5110 Kali Era, Sarvadhari
Vikramarka Era, Sarvadhari
|Diet and Exercise
The United Nations Recommends
Meat-less Food to Protect Environment
Although the UN has long recognized the negative environmental impact
of meat production, recently it has connected individual meat consumption
to global warming, a move that the meat industry in the UK is predictably
up in arms about. People should eat less meat to help combat the effects
of climate change, the world's leading expert on global warming has claimed.
Dr Rajendra Pachauri, UN economist and chair of the Nobel prize winning
UN Intergovernmental Panel on Climate Change recommends that individuals
should start by omitting meat from their diet one day a week, then progress
towards a plant-based diet from there. While the media that picked up this
story focuses mostly on greenhouse gases and methane emissions, it completely
ignored the myriad of other reasons that eating meat is bad for the environment,
including (but certainly not limited to) water pollution and consumption,
land usage, rainforest depletion, and more. There's simply no arguing the
fact that eating a plant-based diet of locally grown foods is the optimum
diet for reducing our carbon footprint.
Compassion in World Farming has calculated that if the average UK household
halved meat consumption that would cut emissions more than if car use was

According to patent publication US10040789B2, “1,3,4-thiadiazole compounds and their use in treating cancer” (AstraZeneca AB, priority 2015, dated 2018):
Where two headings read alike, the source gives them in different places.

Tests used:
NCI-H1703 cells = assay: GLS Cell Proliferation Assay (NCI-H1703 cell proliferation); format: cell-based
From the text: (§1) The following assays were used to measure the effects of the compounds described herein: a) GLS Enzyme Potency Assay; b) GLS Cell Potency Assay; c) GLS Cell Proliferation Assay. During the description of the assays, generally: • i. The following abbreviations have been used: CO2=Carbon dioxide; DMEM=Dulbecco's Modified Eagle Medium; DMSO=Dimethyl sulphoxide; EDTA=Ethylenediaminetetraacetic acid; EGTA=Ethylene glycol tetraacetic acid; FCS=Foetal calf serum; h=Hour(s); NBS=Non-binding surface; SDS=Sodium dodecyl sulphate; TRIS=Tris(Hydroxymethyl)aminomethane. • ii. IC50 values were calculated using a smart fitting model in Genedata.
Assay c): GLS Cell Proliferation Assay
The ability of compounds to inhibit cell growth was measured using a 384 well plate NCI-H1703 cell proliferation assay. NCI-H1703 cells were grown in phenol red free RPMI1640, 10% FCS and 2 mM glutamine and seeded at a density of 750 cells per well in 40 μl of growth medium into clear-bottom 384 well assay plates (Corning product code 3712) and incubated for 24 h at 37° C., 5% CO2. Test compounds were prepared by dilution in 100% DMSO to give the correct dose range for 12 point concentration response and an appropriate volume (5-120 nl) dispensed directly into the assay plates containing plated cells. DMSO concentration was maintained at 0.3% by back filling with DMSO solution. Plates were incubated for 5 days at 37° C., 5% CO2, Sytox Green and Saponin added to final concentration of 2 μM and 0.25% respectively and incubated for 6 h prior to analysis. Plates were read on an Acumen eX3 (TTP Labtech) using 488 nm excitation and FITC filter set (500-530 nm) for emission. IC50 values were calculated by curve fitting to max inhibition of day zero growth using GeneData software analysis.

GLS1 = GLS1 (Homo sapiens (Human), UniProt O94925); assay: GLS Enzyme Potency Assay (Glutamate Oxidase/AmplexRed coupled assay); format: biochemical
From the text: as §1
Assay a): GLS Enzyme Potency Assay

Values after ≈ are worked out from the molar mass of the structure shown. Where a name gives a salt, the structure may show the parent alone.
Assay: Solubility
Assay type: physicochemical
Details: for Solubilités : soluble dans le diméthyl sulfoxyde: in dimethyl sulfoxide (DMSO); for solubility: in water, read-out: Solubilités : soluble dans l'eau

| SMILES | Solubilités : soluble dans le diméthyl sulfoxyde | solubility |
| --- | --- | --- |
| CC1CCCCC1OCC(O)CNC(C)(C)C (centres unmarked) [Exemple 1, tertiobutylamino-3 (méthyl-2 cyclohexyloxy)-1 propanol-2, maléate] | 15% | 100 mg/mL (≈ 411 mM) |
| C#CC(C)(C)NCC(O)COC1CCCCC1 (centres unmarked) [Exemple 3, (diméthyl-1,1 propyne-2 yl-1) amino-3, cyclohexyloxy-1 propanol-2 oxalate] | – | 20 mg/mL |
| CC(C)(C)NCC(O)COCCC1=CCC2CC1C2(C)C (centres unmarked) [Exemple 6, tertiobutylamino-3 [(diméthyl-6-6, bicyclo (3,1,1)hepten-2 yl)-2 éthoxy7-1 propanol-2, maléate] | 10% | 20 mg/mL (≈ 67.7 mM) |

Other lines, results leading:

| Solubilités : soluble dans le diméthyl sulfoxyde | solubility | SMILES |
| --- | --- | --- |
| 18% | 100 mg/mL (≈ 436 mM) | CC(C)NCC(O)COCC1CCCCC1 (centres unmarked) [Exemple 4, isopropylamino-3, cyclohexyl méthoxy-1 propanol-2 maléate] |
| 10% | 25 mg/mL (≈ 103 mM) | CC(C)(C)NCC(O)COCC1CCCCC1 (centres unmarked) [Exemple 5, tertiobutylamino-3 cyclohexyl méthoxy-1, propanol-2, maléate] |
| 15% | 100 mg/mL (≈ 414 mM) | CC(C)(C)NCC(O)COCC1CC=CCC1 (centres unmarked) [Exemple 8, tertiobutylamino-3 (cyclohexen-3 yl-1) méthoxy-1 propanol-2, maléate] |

cut in half. While Dr Pachauri's comments are likely to be met with
opposition by many in the food and restaurant industry, Masterchef presenter
and restaurateur John Torode offered his support.
A study in 2006 by researchers at the University of Chicago showed that
a vegetarian diet can do more to reduce your planetary footprint than driving
a hybrid car. In an interview, Professor Gidon Eshel, a geophysicist
and oceanographer states, "the less animal-based food you eat, and the more
you replace those calories with plant-based food, the better off you are,
in terms of your health as well as your contributions to the health of the
According to a new study published in the Journal for Consumer Research,
most people can't distinguish between real meat and mock vegetarian meat!
In the study, performed by social anthropologists from three different universities,
participants rated food items, including vegetarian mock meat substitutes,
better when they thought they were eating the real thing. The researchers
report that although many people claim that they eat meat rather than a vegetarian
substitute because they prefer the taste: Our results challenge that claim.
Participants who ate the vegetarian alternative did not rate the taste and
aroma less favorably than those who ate the beef product. Instead, what
influenced taste evaluation was what they thought they had eaten. It seems